What is LGBTQ Foreplay

How broadening your vocabulary can make you more aware and ‘sex positive’.
Wikepedia defines foreplay as:
noun: sexual activity that precedes intercourse – “he enjoyed flirting and foreplay”
Urban Dictionary defines foreplay as:
touching/kissing/licking each other in a stimulating manner, in order to become “turned on” before having actual sex.
 Dictionary.com defines foreplay as:
noun: sexual stimulation of one’s partner, usually as a prelude to sexual intercourse.
Foreplay is a word I learnt in my first year of high school. A word one uses to describe the fun that happens before the ‘act’, the ‘real deal’ the ‘finale’, the ‘actual’ sex; as quoted from Urban Dictionary. I hear it thrown around in conversation daily – “this would be great for a foreplay toy!” On one particular day at Oh Zone Adult Lifestyle Centre, after overhearing a particular conversation between a female and her male partner (presumably) I was rather offended to hear her say that the clitoral vibrator they were buying would be the perfect foreplay toy before the real fun started.  Admittedly, the word that bugged me most was ‘real’.   Somewhat the same as Urban Dictionary referring to foreplay as something that happens before having actual sex, or alternatively known as, Penis In Vagina (PIV) sex.
This brings me to the questions, What is LGBTQ Foreplay? As someone who is in a relationship with a female, I realised that what was bugging me is that the term foreplay is no longer a term that is relevant to my life. “Touching/kissing/licking each other in a stimulating manner, in order to become “turned on” before having actual sex” was rather horrifying and degrading to my sexuality, in all honesty. I mean, my girlfriend doesn’t have a penis, but I’ve never once thought that what we do doesn’t count as sex. That what we do is merely a fraction of what other couples get to experience. If there isn’t a penis going into a vagina at some point, then what is and what isn’t foreplay? What is and what isn’t “actual sex”? Oral sex: foreplay or not? Fingering? Mutual masturbation?  Trusting someone to not laugh at you when you put on a strap on for the first time and feel absolutely ridiculous? What is LGBTQ Foreplay?

 

Woman on Couch
Photo: What is LGBTQ Foreplay
The truth is a penis is not involved in mine, nor many other queer couples relationships… but what we apparently lack in body parts, we more then make up for in other sexual activities. Queer sex breaks the standard cycle or progression of sexual activities. We (I), don’t casually partake in some act(s) of foreplay before finishing with the grand finale of a penis in vagina scenario for 10-15 minutes (speaking from previous experience’s only hahaha) before ‘finishing’. This isn’t an accurate depiction of queer sex, or my sex life. Queer sex may last for hours, with all different kinds of sexual play which may involve toys or it may not. Multiple orgasms may be involved, or maybe you won’t orgasm. Nor is orgasm necessarily the end of sex. We obviously still take time to turn eachother on and to become aroused, but the key is – sometimes it’s intimate, sometimes it’s rough, sometimes it goes for 10 minutes and sometimes you decide to stop 5 orgasms later… it’s all sex. Not foreplay. So essentially, the term ‘foreplay’ is utterly heterocentric.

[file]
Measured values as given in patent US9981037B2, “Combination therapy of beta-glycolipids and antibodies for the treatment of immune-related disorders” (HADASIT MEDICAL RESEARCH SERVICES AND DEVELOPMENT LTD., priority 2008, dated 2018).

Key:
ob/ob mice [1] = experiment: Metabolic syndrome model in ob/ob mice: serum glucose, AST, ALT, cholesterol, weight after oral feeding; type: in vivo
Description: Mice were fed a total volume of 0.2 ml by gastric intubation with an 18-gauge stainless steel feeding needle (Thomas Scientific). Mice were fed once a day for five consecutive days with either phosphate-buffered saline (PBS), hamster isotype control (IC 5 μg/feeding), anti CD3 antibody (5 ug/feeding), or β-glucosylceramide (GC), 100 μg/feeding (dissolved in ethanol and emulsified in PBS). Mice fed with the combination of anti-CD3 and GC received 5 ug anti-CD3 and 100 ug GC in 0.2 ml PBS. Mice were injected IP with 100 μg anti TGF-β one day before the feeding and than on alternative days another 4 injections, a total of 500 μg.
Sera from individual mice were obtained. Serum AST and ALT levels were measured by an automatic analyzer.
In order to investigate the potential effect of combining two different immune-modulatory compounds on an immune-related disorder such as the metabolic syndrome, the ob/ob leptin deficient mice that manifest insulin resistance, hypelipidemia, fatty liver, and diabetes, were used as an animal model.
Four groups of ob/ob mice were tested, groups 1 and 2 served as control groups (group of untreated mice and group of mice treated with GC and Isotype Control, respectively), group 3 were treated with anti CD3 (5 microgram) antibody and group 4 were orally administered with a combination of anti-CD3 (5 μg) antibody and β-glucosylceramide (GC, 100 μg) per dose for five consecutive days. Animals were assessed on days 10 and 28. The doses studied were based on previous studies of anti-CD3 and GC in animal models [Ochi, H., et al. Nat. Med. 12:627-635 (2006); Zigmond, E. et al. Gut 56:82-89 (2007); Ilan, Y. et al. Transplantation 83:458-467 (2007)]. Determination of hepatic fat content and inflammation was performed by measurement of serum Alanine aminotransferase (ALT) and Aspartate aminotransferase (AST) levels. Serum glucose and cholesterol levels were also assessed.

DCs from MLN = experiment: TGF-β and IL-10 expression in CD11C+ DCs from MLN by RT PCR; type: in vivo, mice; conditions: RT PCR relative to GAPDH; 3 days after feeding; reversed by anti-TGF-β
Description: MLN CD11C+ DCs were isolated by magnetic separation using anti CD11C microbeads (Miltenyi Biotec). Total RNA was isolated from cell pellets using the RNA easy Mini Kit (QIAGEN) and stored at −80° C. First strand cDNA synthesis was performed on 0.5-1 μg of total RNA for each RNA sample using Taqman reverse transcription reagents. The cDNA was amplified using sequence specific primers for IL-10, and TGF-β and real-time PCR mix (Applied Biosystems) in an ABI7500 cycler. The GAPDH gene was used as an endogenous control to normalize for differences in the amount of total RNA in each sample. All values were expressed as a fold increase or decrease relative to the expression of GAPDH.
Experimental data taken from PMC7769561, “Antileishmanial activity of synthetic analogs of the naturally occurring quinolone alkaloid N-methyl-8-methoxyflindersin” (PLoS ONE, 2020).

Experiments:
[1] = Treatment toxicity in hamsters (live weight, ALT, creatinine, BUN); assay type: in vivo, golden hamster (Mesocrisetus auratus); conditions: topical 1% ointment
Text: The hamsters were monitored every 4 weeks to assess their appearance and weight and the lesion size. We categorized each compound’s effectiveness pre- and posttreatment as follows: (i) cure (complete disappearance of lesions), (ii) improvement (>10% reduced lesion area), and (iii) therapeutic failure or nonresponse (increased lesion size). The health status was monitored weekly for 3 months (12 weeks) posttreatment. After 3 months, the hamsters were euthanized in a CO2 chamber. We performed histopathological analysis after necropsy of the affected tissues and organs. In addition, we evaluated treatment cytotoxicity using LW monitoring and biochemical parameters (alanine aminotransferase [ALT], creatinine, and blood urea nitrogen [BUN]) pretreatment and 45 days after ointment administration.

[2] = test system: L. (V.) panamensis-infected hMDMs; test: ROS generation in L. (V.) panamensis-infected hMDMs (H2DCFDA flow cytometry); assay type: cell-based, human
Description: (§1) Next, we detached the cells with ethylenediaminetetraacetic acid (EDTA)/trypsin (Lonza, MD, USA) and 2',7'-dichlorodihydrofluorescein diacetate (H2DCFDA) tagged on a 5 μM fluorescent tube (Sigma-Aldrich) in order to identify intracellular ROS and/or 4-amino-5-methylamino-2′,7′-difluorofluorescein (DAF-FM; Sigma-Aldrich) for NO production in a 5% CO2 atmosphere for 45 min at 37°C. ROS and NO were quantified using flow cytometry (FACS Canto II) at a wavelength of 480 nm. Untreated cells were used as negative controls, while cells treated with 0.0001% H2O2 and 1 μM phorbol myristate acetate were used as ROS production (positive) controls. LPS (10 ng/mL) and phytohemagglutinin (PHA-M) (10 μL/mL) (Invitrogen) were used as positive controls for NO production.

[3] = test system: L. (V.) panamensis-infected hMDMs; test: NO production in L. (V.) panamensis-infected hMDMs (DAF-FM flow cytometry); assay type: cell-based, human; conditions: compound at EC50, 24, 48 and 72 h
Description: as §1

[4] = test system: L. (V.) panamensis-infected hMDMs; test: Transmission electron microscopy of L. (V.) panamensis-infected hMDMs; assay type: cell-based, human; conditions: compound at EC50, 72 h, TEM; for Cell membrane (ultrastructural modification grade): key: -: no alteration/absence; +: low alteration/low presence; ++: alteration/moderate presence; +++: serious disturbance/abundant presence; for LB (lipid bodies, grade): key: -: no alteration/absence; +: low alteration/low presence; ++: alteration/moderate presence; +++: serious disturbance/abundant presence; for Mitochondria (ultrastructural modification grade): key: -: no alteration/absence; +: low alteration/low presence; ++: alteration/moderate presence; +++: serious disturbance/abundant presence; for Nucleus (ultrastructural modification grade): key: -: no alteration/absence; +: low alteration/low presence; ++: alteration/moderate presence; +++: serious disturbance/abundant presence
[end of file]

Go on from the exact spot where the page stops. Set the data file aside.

I then began to broaden my thought process and thought that if this is offensive to someone who HAS been with male partners before, then how toxic must other people in the LGTBQ community. The teen who is just coming to terms with her trueself and beginning her first phases of changing. Or the teen just coming to grips with her sexuality and being told what she desires isn’t real sex or worthy of the title ‘sex’. Broadening the definitions of sex is beneficial to everyone. It’s more inclusive for people of different genders and sexual orientations, where sex involving a penis entering an orifice isn’t applicable or desired. For people with different ability levels or bodies, people living with STIs, physical health issues, or any other situation where PIV sex might not be in the picture. Or even people who DO engage in PIV sex. What about the girl who can only orgasm from getting fingered while holding a tango on her clit? We all know that over 70% of women can’t orgasm without clitoral stimulation – are they technically not having ‘sex’?
So let’s take the word “foreplay” out of our collective vocabulary. We can define our own standards of What is LGBTQ Foreplay. Where we can pay attention to the language we use and broaden our definition of sex. Appreciate the variety of wonderful ways people enjoy each other’s bodies. It’s beneficial to everyone, no matter what gender or sexual orientation, because it’s another step toward a more inclusive, sex-positive world.
About The Author:  Chloe is a Consultant at the Adult Lifestyle Centres.

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